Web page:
Saina has beaten China’s Li Xuerui, crucially this year, but has yet to succeed against the current world number one Wang Yihan across six attempts. Li’s preparation is the opposite. She simply glided into form with no particular pressure to qualify for the Olympics and her remarkable form earned her selection over compatriot Wang Shixian.
Denmark’s Tine Baun, ranked seventh in the world, is a former world number one who stands out as Europe’s great hope. Like the world number one, she epitomizes the power and height, but has been tripped up before by the two standout teenagers, Taiwan’s Tai Tzu Ying and Thailand’s Ratchanok Intanon, who are below the field’s average height. Baun’s real kryptonite is another pocket rocket, China’s Wang Xin, whom she has not yet learned to overcome in nine attempts.
Just behind her, at the time of qualification, is perhaps the more serious European hope in the form of Germany’s Juliane Schenk (pictured right with Tine Baun). Her badminton style is hardworking, determined, and consistent and she has been achieving more than anyone would expect of her, which makes her more of the current moment than Baun. To Shenk’s credit, she has found a way to beat all three top Wangs and has pushed Li Xuerui to three games twice this year.
Of the [7/13s], there are the aforementioned teens, Intanon and Tai, plus Korea’s Sung Ji Hyun (pictured below) as standouts. The thing is, you never know how Sung will go. Her rhythm fluctuates within a week. She can battle long and hard with the best of them and has beaten all the current big names except Li so far, but also finds herself going the distance against those in and beyond her echelon. She has so much in her favour – height, strength, youth – but relies a great deal, perhaps too much, on reassurance and advice.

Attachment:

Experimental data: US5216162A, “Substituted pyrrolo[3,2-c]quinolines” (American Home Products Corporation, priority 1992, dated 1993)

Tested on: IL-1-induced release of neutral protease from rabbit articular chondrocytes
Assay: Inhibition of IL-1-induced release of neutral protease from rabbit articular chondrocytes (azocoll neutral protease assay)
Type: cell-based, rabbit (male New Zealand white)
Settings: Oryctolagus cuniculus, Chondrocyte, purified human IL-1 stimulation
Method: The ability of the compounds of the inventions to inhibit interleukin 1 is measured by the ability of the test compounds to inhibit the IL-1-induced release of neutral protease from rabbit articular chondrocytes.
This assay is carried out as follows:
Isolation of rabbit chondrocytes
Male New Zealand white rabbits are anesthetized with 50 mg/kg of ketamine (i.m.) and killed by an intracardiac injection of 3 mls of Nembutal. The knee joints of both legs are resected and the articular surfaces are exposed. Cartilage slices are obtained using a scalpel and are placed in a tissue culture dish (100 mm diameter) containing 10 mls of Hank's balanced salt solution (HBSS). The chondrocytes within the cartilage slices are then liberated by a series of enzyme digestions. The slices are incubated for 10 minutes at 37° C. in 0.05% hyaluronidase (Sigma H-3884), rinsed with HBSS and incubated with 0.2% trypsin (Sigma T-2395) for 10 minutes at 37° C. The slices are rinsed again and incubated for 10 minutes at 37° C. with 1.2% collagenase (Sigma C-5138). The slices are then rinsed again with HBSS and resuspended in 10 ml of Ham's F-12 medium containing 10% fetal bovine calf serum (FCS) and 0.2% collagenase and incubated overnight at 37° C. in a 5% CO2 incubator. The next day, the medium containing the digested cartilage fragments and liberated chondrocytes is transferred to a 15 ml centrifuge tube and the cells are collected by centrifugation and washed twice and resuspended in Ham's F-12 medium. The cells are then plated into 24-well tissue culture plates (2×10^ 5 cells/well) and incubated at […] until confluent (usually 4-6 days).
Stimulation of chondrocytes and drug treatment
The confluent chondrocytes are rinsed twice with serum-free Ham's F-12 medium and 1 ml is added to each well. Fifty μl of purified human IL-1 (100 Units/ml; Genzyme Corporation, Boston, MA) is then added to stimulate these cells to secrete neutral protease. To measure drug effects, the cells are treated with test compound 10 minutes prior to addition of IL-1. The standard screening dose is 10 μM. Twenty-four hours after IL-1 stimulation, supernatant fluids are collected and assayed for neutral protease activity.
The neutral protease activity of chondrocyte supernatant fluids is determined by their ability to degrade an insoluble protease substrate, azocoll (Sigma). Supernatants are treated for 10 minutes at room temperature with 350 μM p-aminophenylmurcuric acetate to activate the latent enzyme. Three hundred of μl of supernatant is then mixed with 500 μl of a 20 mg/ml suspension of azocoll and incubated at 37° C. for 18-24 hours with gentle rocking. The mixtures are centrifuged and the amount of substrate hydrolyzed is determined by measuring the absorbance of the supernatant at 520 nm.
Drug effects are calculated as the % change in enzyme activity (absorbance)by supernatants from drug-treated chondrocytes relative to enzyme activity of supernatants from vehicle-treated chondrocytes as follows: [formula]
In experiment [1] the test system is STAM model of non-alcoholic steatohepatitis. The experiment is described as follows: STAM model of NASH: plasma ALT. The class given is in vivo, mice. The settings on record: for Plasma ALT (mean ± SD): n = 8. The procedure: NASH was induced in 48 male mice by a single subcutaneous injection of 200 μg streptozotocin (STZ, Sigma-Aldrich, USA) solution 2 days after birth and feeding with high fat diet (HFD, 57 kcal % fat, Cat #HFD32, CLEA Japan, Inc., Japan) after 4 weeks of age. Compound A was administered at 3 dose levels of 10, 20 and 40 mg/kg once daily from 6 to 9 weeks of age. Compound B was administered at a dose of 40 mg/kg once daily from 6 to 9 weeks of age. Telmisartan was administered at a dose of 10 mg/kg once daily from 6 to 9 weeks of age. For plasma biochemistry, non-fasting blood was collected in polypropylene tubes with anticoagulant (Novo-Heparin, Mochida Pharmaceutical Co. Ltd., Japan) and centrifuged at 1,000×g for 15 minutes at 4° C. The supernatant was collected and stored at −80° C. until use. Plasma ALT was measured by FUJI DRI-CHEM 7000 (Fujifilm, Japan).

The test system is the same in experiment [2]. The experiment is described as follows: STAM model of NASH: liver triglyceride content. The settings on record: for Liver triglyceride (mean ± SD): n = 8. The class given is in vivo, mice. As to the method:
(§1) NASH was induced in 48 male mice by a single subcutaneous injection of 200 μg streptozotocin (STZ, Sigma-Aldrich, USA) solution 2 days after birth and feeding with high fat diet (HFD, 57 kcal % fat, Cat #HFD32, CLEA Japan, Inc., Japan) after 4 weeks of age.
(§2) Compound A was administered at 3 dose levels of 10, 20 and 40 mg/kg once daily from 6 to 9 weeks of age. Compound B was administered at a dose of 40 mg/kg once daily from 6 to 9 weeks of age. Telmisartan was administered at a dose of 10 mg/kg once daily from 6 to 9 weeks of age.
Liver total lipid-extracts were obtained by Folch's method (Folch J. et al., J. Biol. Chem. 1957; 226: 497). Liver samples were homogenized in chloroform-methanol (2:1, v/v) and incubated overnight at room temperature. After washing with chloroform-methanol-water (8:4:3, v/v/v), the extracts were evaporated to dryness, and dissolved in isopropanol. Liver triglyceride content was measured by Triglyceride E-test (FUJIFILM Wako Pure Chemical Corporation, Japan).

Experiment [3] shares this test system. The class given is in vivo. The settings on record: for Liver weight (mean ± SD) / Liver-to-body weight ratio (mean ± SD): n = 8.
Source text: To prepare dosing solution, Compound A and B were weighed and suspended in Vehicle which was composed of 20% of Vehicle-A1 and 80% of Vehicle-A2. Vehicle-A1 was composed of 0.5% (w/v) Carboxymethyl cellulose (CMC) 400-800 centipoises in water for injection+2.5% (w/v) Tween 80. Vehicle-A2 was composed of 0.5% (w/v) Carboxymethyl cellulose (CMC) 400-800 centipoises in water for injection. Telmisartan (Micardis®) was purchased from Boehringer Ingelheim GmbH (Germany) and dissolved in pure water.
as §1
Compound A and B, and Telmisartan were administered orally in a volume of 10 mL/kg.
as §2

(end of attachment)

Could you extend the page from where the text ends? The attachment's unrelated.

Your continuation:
All in all, the luck of the draw really makes a difference. Just ask Tine whether she would prefer to avoid Wang Xin.
Exciting times ahead!
These are exciting times for badminton in women’s singles. There is a good possibility the gold could be a non-Chinese player. And, a higher possibility the player has not been a world number one.
The Olympic gold medallists have been Susi Susanti, Bang Soo Hyun, Gong Zhichao, and Zhang Ning, all of whom were well established already when they won. Achieving the hallowed title added sparkle to their résumé and ensured they will be remembered ahead of others.
This time around, we are also staring down a third possibility of the credit being conferred at the start of a career rather than as a crowning achievement like in the case of Zhang Ning, or as mid-career boost for the rest. Unthinkable before yet it would be good for the sport to break arbitrarily established trains of thought and continue to inspire wonderful performances by more players, not just the professionals competing but also anyone tuning in. Sport and inspiration should be inclusive not restricted to but a few stars.
Badminton places a lot of emphasis on the Olympic achievement despite it being noted that it has not been a perfect competition nor does it have the strongest field around. For other than the two Wangs in competition, winning this gold medal will surely lift their technical game to a new level due to the newfound confidence. The celebrity and name chiselled into the history books is nice too.